On one hand, OPMs have indisputably helped some institutions achieve enrollment growth that they would have been unlikely to achieve otherwise. On the other hand, there have been some large and high-profile failures and misstarts among OPM partnerships, including at the California State University system and at the University of Florida. And it has always been true that some universities achieve impressive online enrollment growth without OPM partnerships. University of Central Florida, for example, has increased its total number of enrollments by about 50 percent through online courses. If you prefer a more recent example, then look to University of Southern New Hampshire. These institutions have proven they can achieve online success, including but not limited to enrollment growth, without an OPM.

Another spot where Pastides and Best perhaps lean a little too far out over their skis is this one:

"Some players in the OPM space who are not traditional comprehensive providers are trying to adopt the mantle of the future with fee-for-service or unbundled offerings. But fee-for-service simply shifts the cost and financial risk to universities."

The verb I would use is not “shift” but “calibrate.” Even within the world of full-service revenue-share OPM bundles, there is variation. Clients have options. They can make some adjustments about how much they would like the OPM to manage in exchange for some money and, potentially, some loss of control. The unbundling and fee-for-service trends simply extend the range of flexibility in the market.

The authors continue:

"Meanwhile, by unbundling services—say by separating recruitment and retention—outside partners become solely focused on getting students in the door rather than keeping them through graduation."

This may be the most problematic sentence in their entire piece. It focuses on an unbundling package that only has components for recruitment and enrollment, when the trend in OPM companies runs in the opposite direction. For example, one of the pioneers in pure unbundled companies is iDesign, which emphasizes course design and retention services (and which was founded by alumni from Academic Partnerships).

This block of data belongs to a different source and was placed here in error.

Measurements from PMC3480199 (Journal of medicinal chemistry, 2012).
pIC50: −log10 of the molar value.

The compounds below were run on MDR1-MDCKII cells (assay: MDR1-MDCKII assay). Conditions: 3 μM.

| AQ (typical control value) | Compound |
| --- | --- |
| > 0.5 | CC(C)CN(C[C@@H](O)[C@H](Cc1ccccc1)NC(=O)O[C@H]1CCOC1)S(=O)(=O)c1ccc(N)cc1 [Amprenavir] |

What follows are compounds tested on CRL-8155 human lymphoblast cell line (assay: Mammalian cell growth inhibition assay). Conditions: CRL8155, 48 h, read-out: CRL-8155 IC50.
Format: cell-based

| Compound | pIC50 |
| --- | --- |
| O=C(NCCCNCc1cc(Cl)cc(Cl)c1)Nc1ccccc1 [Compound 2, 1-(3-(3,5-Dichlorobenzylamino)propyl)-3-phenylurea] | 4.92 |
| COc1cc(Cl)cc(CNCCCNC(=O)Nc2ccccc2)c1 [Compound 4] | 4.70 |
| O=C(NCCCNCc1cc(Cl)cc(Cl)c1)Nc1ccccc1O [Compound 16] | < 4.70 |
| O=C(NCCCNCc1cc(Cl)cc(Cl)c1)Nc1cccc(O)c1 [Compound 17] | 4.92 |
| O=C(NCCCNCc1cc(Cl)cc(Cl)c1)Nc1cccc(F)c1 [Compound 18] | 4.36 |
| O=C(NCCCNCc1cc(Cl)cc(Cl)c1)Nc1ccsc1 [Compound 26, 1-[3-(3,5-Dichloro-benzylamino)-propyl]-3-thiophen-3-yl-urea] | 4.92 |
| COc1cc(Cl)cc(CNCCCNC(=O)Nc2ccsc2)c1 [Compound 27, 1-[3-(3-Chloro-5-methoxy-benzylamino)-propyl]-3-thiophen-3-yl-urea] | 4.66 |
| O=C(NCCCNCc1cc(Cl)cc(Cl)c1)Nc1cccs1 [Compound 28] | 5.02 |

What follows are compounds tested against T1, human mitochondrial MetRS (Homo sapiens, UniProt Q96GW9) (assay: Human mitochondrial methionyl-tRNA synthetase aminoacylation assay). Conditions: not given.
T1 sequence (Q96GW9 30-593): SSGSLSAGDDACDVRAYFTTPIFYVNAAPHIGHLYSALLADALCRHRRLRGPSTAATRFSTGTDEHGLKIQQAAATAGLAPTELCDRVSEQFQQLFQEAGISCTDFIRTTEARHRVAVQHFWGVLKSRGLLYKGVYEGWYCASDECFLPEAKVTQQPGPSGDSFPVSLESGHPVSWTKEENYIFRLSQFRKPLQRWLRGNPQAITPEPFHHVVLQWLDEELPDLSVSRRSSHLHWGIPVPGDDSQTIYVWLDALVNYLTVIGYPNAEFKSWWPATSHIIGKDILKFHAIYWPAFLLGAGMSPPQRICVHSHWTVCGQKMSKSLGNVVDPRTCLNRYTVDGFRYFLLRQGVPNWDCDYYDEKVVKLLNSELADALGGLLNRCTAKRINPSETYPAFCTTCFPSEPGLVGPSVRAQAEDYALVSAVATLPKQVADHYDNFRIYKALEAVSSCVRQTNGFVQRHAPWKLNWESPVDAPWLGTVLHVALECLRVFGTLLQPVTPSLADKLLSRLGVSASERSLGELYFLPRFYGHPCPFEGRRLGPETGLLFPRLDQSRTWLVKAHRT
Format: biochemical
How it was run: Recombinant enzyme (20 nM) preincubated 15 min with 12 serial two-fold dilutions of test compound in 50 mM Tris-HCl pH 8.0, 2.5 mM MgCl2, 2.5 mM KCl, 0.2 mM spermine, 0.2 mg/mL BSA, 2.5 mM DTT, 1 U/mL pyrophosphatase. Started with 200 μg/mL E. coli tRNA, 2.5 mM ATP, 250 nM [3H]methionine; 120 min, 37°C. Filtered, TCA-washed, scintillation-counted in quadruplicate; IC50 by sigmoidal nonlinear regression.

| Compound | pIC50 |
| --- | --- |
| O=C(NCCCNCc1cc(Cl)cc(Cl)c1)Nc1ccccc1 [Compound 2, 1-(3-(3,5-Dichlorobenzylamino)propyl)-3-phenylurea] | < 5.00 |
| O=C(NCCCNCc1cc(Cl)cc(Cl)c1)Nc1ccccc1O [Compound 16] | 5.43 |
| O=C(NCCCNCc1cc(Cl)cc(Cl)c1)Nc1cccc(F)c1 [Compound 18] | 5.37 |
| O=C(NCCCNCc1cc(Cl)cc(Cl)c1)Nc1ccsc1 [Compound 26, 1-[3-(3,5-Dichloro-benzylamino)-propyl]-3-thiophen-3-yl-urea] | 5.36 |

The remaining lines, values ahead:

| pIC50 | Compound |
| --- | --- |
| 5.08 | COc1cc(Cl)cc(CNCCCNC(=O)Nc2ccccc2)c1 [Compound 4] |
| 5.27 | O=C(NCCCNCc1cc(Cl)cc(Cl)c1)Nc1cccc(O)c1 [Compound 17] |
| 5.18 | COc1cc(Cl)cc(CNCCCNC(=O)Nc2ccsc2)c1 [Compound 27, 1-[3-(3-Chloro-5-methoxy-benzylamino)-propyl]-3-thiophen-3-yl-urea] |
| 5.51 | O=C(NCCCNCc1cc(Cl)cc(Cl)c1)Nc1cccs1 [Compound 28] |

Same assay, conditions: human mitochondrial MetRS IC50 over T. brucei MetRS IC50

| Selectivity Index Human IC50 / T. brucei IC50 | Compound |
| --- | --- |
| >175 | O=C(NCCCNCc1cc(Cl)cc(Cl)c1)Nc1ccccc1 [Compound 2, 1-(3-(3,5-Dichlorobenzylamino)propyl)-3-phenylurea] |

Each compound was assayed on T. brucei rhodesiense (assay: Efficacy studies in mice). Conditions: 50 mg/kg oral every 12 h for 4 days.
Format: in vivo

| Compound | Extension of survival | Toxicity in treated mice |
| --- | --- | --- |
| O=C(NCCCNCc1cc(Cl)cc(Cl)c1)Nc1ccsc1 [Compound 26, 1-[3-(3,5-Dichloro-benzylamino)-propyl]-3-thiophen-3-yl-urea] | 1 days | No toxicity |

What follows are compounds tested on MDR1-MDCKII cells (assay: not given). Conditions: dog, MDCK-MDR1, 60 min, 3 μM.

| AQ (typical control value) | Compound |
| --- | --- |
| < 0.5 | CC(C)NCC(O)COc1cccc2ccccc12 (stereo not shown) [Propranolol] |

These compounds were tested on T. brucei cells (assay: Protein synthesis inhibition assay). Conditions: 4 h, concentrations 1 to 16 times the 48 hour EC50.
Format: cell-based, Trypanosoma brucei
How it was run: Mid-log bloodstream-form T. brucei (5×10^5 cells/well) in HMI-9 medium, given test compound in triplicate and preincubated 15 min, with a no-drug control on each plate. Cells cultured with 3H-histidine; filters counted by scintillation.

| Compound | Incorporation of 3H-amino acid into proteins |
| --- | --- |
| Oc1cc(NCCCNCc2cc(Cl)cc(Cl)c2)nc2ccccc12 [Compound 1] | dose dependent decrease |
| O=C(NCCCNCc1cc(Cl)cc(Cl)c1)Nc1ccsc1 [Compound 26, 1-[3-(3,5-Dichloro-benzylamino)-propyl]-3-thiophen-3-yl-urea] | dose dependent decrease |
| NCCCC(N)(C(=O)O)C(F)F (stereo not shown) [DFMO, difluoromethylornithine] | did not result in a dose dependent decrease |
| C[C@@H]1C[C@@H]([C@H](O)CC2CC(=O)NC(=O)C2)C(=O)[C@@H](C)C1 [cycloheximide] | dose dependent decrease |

The current fashion to tar all OPMs with the same brush, painting them as greedy for-profit ventures that hollow out unsuspecting universities, is dumb. I understand why Pastides and Best want to push back against it. But the suggestion that any arrangement short of a full-service revenue-sharing relationship is foolhardy strikes me as—forgive me—not any better.

Likewise, the authors’ suggestion to rename the OPM solution category to Enrollment Growth Partners is unhelpfully narrow. There is a range of good reasons why universities might be interested in seeking help with their online programs. Enrollment growth is certainly one. Improving student outcomes is another. (And contrary to Pastides and Best, I have not seen evidence that OPM-supported programs provide inherently or even reliably better student outcomes than organically grown programs a priori.)

I propose a different change in terminology. I believe that Online Program Management is still a perfectly serviceable name for the product category of full-service, bundled offerings that are paid for through a revenue sharing agreement. That term is sufficiently descriptive of the category without being overly narrow about the partner college’s potential goals. But offerings that are unbundled and fee-for-service should be called Online Program Enablement, since they tend to be more like capacity-building consulting services than long-term outsourcing of program management.

Outsourcing versus insourcing is the key distinction, in my view. As an antidote to the black-and-white depictions promoted from both types of vendors, I recommend that universities considering hiring OPMs or OPEs start by sitting down with some of their business school faculty and get a lesson on the literature regarding how to make outsourcing versus insourcing decisions. As it turns out, it’s complicated. If it weren’t, there wouldn’t be business professors writing papers about the subject.

By all means, let’s have a robust discussion about effective means for universities to accelerate their digital enablement—particularly at this precarious moment when so many colleges and universities need to develop new financial sustainability strategies. But in doing so, let’s take care to preserve some nuance.

Flattening a complex debate about risk and utility into a simple argument about good versus bad will help nobody.

Trending

Get our email newsletterSign me up
Keep up to date with our email newsletterSign me up